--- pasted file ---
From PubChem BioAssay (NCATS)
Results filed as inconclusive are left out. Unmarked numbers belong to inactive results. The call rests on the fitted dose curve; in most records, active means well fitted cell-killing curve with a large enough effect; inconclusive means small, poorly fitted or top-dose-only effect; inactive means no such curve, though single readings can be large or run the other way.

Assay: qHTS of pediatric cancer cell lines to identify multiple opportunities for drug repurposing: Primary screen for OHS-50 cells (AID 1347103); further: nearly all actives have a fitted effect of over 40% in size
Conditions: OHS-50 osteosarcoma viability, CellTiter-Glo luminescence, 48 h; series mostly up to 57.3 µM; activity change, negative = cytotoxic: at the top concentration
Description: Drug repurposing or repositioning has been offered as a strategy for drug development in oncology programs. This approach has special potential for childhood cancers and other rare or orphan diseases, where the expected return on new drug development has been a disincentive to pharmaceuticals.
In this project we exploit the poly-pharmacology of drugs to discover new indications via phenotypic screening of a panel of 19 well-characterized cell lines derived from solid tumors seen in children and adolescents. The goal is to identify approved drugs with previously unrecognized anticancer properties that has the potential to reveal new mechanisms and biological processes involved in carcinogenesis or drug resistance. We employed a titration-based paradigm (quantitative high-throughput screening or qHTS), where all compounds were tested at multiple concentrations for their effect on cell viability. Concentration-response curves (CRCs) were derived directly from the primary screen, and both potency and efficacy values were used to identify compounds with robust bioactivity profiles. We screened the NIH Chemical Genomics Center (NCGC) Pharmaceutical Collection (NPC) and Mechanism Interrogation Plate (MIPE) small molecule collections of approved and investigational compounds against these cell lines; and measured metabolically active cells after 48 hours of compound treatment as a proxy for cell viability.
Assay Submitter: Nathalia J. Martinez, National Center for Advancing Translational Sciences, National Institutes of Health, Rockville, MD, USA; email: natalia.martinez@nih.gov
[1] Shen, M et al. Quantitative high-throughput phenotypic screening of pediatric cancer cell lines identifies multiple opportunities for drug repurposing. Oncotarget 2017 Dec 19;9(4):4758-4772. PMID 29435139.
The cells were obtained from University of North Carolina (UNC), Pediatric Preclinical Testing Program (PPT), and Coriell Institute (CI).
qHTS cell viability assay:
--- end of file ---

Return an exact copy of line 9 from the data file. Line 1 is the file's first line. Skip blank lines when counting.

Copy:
The cells were obtained from University of North Carolina (UNC), Pediatric Preclinical Testing Program (PPT), and Coriell Institute (CI).